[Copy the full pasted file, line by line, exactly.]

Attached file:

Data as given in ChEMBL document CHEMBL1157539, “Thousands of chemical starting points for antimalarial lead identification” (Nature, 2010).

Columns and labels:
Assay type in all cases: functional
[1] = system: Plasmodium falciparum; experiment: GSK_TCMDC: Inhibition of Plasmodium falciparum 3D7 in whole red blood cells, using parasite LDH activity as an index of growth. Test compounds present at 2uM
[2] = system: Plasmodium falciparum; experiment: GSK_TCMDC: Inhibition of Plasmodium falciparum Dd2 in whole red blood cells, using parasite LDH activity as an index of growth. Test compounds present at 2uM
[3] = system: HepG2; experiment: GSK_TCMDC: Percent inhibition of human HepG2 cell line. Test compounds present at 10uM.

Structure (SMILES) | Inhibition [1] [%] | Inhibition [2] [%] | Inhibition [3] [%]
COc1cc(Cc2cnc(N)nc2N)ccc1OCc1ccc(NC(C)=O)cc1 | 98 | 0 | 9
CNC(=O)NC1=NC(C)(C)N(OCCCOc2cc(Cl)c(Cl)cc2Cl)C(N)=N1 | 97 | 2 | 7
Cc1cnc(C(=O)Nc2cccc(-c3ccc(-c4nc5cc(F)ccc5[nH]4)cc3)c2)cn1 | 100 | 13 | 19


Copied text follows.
Data as given in ChEMBL document CHEMBL1157539, “Thousands of chemical starting points for antimalarial lead identification” (Nature, 2010).

Columns and labels:
Assay type in all cases: functional
[1] = system: Plasmodium falciparum; experiment: GSK_TCMDC: Inhibition of Plasmodium falciparum 3D7 in whole red blood cells, using parasite LDH activity as an index of growth. Test compounds present at 2uM
[2] = system: Plasmodium falciparum; experiment: GSK_TCMDC: Inhibition of Plasmodium falciparum Dd2 in whole red blood cells, using parasite LDH activity as an index of growth. Test compounds present at 2uM
[3] = system: HepG2; experiment: GSK_TCMDC: Percent inhibition of human HepG2 cell line. Test compounds present at 10uM.

Structure (SMILES) | Inhibition [1] [%] | Inhibition [2] [%] | Inhibition [3] [%]
COc1cc(Cc2cnc(N)nc2N)ccc1OCc1ccc(NC(C)=O)cc1 | 98 | 0 | 9
CNC(=O)NC1=NC(C)(C)N(OCCCOc2cc(Cl)c(Cl)cc2Cl)C(N)=N1 | 97 | 2 | 7
Cc1cnc(C(=O)Nc2cccc(-c3ccc(-c4nc5cc(F)ccc5[nH]4)cc3)c2)cn1 | 100 | 13 | 19